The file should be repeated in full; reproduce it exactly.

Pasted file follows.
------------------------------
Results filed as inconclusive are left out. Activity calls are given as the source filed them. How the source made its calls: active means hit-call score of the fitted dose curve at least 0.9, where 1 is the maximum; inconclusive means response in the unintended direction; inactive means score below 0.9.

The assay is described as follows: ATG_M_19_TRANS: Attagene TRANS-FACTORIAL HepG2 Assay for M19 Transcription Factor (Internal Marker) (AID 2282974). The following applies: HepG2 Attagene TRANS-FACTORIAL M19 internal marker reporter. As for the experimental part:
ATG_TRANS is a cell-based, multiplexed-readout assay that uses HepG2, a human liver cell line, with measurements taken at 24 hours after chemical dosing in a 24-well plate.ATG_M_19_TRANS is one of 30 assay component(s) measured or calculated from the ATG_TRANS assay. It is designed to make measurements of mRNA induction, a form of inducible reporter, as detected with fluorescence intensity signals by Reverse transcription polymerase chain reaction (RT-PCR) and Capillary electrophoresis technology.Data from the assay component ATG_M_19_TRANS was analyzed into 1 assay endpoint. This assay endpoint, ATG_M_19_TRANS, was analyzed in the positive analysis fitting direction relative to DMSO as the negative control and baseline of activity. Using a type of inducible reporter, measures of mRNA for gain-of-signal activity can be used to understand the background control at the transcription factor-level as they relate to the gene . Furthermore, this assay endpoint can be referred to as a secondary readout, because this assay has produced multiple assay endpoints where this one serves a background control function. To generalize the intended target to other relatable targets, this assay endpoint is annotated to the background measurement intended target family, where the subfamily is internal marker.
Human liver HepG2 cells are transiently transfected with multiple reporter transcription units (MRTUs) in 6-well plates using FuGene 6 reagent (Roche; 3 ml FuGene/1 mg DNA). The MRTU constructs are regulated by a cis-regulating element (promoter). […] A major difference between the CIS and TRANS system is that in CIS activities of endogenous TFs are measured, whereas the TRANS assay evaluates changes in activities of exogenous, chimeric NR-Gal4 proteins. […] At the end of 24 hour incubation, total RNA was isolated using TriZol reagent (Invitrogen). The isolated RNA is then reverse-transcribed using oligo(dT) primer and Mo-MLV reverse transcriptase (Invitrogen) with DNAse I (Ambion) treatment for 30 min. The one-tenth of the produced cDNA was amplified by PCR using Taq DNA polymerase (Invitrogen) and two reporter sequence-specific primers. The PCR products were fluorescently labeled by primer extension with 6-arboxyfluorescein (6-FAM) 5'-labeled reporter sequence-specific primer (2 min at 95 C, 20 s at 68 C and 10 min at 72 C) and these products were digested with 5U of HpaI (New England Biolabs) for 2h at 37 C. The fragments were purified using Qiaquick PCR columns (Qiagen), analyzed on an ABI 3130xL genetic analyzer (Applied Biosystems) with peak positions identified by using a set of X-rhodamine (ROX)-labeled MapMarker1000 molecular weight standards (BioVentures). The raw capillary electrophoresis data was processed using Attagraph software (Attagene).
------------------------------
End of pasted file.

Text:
Results filed as inconclusive are left out. Activity calls are given as the source filed them. How the source made its calls: active means hit-call score of the fitted dose curve at least 0.9, where 1 is the maximum; inconclusive means response in the unintended direction; inactive means score below 0.9.

The assay is described as follows: ATG_M_19_TRANS: Attagene TRANS-FACTORIAL HepG2 Assay for M19 Transcription Factor (Internal Marker) (AID 2282974). The following applies: HepG2 Attagene TRANS-FACTORIAL M19 internal marker reporter. As for the experimental part:
ATG_TRANS is a cell-based, multiplexed-readout assay that uses HepG2, a human liver cell line, with measurements taken at 24 hours after chemical dosing in a 24-well plate.ATG_M_19_TRANS is one of 30 assay component(s) measured or calculated from the ATG_TRANS assay. It is designed to make measurements of mRNA induction, a form of inducible reporter, as detected with fluorescence intensity signals by Reverse transcription polymerase chain reaction (RT-PCR) and Capillary electrophoresis technology.Data from the assay component ATG_M_19_TRANS was analyzed into 1 assay endpoint. This assay endpoint, ATG_M_19_TRANS, was analyzed in the positive analysis fitting direction relative to DMSO as the negative control and baseline of activity. Using a type of inducible reporter, measures of mRNA for gain-of-signal activity can be used to understand the background control at the transcription factor-level as they relate to the gene . Furthermore, this assay endpoint can be referred to as a secondary readout, because this assay has produced multiple assay endpoints where this one serves a background control function. To generalize the intended target to other relatable targets, this assay endpoint is annotated to the background measurement intended target family, where the subfamily is internal marker.
Human liver HepG2 cells are transiently transfected with multiple reporter transcription units (MRTUs) in 6-well plates using FuGene 6 reagent (Roche; 3 ml FuGene/1 mg DNA). The MRTU constructs are regulated by a cis-regulating element (promoter). […] A major difference between the CIS and TRANS system is that in CIS activities of endogenous TFs are measured, whereas the TRANS assay evaluates changes in activities of exogenous, chimeric NR-Gal4 proteins. […] At the end of 24 hour incubation, total RNA was isolated using TriZol reagent (Invitrogen). The isolated RNA is then reverse-transcribed using oligo(dT) primer and Mo-MLV reverse transcriptase (Invitrogen) with DNAse I (Ambion) treatment for 30 min. The one-tenth of the produced cDNA was amplified by PCR using Taq DNA polymerase (Invitrogen) and two reporter sequence-specific primers. The PCR products were fluorescently labeled by primer extension with 6-arboxyfluorescein (6-FAM) 5'-labeled reporter sequence-specific primer (2 min at 95 C, 20 s at 68 C and 10 min at 72 C) and these products were digested with 5U of HpaI (New England Biolabs) for 2h at 37 C. The fragments were purified using Qiaquick PCR columns (Qiagen), analyzed on an ABI 3130xL genetic analyzer (Applied Biosystems) with peak positions identified by using a set of X-rhodamine (ROX)-labeled MapMarker1000 molecular weight standards (BioVentures). The raw capillary electrophoresis data was processed using Attagraph software (Attagene).